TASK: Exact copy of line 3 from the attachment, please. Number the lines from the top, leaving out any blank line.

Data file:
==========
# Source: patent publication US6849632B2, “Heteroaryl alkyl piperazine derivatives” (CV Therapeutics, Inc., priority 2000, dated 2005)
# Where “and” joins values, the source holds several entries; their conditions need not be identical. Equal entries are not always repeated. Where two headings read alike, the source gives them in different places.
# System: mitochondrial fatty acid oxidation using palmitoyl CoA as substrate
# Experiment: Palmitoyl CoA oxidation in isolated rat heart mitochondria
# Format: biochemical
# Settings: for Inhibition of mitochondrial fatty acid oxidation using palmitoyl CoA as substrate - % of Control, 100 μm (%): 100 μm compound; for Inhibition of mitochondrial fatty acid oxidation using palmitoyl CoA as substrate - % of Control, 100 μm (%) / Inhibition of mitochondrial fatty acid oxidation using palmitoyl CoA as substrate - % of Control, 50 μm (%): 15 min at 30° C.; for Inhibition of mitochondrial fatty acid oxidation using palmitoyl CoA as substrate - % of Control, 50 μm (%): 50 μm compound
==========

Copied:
# System: mitochondrial fatty acid oxidation using palmitoyl CoA as substrate